I find buying ethically made clothing to be out of my reach at the moment. I don’t feel confident in purchasing clothing online, because I am never sure if it is going to fit how I like it (and since I don’t live in the USA, where many of the companies are from, I don’t qualify for things like free shipping and returns). And unfortunately I don’t have any local ethical clothing shops to buy from. However, once thing that I do like to purchase from ethical companies is accessories. Things like jewellery, belts, and purses are a great first step to buying ethically. You don’t have to “try on” a necklace, so it is easy to purchase things like that online. I also do have a Ten Thousand Villages store a couple of hours away from where I live, so I’ve bought plenty from them over the years. Investing in ethical companies is a good option, because it sends the message to the fashion industry that this is something that is important to you- and by helping fair trade companies to succeed, you are helping to shape the future of the fashion industry too.
My necklace was from Ten Thousand Villages. The Engraved Choker is currently still available for sale. My earrings are vintage and second-hand from my mom.
Well, those are my tips for some ways to start dressing ethically. It can seem overwhelming at first, but small changes make big differences over time! I hope that wherever you are on the ethical fashion scale, that these few tips can help you, and, if you have any other tips, please do share!
What are your favourite ways of shopping and dressing ethically?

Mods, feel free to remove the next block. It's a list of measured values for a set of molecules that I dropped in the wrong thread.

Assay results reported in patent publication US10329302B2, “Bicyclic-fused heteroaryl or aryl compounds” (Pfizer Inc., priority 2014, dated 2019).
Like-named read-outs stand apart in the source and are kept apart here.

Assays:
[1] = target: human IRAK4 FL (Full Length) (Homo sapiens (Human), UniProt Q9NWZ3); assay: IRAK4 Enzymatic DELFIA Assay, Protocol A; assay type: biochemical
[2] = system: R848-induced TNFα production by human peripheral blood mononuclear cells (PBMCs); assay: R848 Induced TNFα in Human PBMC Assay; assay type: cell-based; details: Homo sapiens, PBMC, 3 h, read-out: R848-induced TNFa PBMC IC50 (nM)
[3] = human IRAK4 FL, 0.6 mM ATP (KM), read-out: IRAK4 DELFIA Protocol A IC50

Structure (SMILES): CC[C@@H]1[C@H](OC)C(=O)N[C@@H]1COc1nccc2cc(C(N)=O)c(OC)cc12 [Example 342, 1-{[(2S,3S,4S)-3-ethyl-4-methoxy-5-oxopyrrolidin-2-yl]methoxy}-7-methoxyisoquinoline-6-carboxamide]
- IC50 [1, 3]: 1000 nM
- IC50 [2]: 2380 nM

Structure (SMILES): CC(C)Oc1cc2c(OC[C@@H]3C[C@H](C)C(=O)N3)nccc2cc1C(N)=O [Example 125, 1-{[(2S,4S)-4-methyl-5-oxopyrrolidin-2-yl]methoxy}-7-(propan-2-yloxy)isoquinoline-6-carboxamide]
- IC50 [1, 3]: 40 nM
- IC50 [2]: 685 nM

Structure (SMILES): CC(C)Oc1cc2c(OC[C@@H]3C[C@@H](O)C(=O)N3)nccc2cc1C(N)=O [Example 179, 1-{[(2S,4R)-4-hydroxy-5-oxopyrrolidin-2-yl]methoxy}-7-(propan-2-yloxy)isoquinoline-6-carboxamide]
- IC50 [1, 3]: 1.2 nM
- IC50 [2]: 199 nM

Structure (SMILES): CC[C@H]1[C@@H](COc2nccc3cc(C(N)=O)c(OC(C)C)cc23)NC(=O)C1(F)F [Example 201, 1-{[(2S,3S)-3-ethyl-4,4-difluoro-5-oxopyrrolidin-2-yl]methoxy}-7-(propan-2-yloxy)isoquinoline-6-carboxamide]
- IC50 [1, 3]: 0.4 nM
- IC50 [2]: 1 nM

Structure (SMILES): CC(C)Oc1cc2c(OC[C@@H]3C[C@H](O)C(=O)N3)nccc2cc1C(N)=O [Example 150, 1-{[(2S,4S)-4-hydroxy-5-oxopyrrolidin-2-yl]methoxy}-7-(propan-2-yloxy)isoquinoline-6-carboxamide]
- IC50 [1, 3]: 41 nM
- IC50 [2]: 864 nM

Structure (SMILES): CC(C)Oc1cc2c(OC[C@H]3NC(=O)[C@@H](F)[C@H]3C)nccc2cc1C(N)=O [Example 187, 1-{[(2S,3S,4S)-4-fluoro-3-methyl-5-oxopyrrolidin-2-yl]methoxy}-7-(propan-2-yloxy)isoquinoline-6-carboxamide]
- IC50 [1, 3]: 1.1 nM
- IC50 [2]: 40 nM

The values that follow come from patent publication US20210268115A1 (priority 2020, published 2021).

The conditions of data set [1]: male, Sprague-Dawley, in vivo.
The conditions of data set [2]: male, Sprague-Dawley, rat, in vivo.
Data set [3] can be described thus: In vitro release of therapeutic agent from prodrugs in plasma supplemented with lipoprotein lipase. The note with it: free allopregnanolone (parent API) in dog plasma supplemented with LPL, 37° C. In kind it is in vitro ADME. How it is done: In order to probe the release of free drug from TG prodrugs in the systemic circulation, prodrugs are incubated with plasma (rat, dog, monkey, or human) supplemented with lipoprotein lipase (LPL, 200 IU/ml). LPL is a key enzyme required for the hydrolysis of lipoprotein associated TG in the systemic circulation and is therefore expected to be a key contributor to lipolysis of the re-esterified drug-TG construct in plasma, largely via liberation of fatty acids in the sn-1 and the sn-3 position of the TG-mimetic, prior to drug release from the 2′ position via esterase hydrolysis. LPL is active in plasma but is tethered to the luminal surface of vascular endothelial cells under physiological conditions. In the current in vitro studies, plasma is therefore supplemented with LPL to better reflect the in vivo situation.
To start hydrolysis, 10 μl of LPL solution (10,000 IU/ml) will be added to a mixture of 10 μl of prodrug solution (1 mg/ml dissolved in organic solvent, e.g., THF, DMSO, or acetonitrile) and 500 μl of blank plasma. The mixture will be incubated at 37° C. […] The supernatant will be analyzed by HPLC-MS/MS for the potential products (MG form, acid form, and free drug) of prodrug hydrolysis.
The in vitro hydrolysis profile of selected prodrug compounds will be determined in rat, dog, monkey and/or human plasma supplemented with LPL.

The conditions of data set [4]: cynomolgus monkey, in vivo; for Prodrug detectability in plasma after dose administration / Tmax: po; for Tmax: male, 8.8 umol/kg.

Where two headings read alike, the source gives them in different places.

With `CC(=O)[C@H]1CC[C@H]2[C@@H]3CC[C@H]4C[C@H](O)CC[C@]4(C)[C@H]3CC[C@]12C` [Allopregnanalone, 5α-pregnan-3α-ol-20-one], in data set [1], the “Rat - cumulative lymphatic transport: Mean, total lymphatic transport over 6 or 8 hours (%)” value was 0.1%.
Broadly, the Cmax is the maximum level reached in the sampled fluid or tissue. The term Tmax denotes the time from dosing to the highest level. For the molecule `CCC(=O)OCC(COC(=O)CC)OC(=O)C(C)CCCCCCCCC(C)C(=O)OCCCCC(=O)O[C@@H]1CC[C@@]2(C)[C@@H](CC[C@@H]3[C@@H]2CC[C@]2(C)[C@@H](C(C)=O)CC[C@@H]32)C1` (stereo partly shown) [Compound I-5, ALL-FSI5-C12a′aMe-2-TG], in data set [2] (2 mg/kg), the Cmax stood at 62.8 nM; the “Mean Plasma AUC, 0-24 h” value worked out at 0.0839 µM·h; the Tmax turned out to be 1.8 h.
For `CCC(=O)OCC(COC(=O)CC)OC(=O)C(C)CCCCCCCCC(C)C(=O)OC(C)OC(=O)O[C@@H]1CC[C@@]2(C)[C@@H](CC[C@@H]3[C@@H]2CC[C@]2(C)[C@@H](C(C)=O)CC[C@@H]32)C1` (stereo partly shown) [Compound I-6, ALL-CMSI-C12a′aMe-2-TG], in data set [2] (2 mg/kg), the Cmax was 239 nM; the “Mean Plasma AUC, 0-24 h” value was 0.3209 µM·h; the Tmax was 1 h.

May 2, 2017 @ 6:23 pm
I love this outfit and you’ve inspired me to really start wearing and supporting more sustainable brands and products. Sometimes I don’t always wear vintage but when I’m not wearing vintage I want to make sure that what I’m wearing is sustainable 🙂
May 2, 2017 @ 8:42 pm
Thanks Leigh! Dressing in vintage is the ultimate “sustainable fashion” 🙂 but even if you aren’t dressing in vintage, it doesn’t have to be hard.
I look forward to seeing more of your sustainable fashion looks 🙂
May 3, 2017 @ 12:32 am
I buy lots of second-hand, I too find buying from ethical companies difficult. They tend to be out of my price range, but the main factor that puts me off is that the style of clothes tends to be very ethnic/hippy, in colours and prints that I don’t like.
Great tips though, should help people get started!
May 3, 2017 @ 4:31 pm
Very true- so many of the ethical companies are very modern- which doesn’t suit a vintage style (or my body shape) very well. 🙁 Thrifting is still always my go to!
May 3, 2017 @ 8:06 am
My closet used to be mostly thrifted clothing, too, and now it is mostly hand sewn, although I still go thrift store shopping. Now I look for fabric, patterns and notions. I find that when I’ve made something myself, I’m more likely to repair it when there is a problem like a ripped hem or loose button, because I remember the time it took to make the garment, and value it more. When my clothes are finally worn out I try to see if I can save any parts of tham for reuse, like buttons, zippers or trims, or if the fabric would make good patches or linings.
May 3, 2017 @ 4:34 pm
That is very true- I hate mending store bought clothes, but I always mend my homemade ones! They definitely do hold more value.